Collaborate in new ways
Not every business is the same, but you should explore the new crop of team collaboration tools from companies like Microsoft, Atlassian, and Slack that make internal messaging more productive and can protect your team from phishing attacks. Some teams can perform their entire work effort in a cloud-based tool customized for their work function. Think Workday or Xero for finance and accounting, SalesForce for sales and marketing teams, and tools like ZenDesk for customer service. Many of these tools can be a real replacement for internal email, and I’ve seen companies nearly eliminate email use when the company makes a commitment to a modern collaboration tool, meaning their exposure to possible phishing attacks in minimized. To boot, all of these tools have industry-leading security and live in the cloud.
Know your teams’ technology acumen
It’s pretty easy for staff to claim compliance to your technology security policies. And let’s be frank, too many people see security as something that gets in the way of their work. From an infrastructure and asset security perspective, policy compliance is just too important to ignore and cast aside. There are service providers that will perform security audits, and you should invest in an annual phishing audit. Just like your building will test the fire alarm yearly, you should use audits as a way to test preparedness and compliance to corporate policy. Provide training, and where possible, just better tools to make it easy for staff to be good stewards of your corporate security policies. Track these metrics year over year, just like you do revenue and profits.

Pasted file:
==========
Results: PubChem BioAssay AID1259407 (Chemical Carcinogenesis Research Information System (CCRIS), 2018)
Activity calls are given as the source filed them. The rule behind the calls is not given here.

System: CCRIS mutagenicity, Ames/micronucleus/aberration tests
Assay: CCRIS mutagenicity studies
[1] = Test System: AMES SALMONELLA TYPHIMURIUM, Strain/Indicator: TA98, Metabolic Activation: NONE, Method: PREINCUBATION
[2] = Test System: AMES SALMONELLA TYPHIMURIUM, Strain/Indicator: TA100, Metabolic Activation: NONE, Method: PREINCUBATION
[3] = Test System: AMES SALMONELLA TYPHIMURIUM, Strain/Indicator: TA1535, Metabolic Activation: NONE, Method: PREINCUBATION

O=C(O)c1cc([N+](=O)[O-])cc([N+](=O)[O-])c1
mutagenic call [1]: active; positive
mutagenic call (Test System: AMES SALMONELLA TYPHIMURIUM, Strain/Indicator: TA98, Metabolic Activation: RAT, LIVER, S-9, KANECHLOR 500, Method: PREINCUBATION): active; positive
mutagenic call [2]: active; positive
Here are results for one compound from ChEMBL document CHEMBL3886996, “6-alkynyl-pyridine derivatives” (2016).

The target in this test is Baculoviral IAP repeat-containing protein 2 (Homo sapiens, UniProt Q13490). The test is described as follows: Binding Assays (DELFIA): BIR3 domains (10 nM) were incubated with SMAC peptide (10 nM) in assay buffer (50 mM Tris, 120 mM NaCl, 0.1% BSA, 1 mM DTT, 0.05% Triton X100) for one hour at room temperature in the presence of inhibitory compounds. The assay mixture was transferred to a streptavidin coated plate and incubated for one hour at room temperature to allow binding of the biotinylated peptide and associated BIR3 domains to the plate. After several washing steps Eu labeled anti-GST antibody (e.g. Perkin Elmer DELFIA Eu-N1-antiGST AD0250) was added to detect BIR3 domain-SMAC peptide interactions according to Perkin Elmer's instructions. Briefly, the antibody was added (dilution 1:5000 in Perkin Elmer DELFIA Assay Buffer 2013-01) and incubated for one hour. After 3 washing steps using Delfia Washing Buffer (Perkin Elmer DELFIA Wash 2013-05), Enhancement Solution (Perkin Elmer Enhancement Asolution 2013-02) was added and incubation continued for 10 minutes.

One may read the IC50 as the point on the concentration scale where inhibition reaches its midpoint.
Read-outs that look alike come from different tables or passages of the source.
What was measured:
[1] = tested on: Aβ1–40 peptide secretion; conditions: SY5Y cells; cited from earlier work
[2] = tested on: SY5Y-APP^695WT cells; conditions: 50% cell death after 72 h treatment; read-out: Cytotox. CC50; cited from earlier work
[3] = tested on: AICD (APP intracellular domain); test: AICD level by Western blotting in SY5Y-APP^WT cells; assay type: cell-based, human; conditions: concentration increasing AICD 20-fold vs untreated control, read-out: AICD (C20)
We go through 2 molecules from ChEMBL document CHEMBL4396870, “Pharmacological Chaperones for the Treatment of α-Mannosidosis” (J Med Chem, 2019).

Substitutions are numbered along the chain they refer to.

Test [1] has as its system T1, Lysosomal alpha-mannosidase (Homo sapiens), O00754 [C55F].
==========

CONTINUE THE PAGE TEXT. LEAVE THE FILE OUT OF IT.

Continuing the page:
Enjoy the free coffee
You should build a security strategy that assumes even your own internal office network is as insecure as the local coffee shop. This starts with physical security by training staff to always shut down or lock their computers when they leave their desk. It can extend to making your only network-accessible devices be your printers, and all other services are placed in the cloud. Using this strategy, even if a hacker could penetrate your perimeter defenses, there’s nothing worth stealing from any other device, server, or database on the network, because all of these services are locked down in the cloud. Unlike the coffee shop down the street, at your office, the coffee is free.
Technology is never static, it keeps advancing and moving forward. If you still are doing business the same way today as you were five years ago, you are desperately at risk. Everyone needs to evolve and that takes work. Thieves and hackers have learned how to exploit the tools and how we work. Their attacks are both simple and sophisticated, so be prepared. Expect to get hacked, and have a plan to protect your staff, coworkers, and consumers when it happens to you. Security is everyone’s business. Remember, the only thing riding on you doing it right, is the livelihood of your business.